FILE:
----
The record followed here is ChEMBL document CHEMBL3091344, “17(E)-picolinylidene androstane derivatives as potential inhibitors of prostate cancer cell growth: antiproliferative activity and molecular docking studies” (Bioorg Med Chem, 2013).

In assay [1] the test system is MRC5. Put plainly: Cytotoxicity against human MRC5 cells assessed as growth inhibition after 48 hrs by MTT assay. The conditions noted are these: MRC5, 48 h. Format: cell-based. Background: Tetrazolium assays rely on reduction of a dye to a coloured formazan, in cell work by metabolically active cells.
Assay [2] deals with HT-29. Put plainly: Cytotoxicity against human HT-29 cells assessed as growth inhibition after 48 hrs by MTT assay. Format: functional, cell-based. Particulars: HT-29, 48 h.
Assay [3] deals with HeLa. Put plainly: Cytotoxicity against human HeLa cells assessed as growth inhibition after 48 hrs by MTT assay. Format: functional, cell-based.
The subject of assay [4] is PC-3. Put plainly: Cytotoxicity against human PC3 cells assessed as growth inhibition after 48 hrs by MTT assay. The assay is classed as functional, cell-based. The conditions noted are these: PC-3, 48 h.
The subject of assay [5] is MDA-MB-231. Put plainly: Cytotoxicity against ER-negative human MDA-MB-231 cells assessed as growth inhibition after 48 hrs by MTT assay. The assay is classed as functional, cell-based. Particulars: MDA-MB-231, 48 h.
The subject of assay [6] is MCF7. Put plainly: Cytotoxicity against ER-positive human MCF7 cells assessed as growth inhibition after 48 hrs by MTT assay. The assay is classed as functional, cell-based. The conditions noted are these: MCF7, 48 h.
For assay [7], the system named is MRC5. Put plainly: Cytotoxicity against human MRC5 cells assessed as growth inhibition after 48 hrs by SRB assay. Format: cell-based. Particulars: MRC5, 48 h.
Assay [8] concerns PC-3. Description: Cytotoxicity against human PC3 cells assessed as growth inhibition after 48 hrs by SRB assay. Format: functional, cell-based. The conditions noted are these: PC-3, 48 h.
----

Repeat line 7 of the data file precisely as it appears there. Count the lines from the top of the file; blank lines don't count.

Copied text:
The subject of assay [6] is MCF7. Put plainly: Cytotoxicity against ER-positive human MCF7 cells assessed as growth inhibition after 48 hrs by MTT assay. The assay is classed as functional, cell-based. The conditions noted are these: MCF7, 48 h.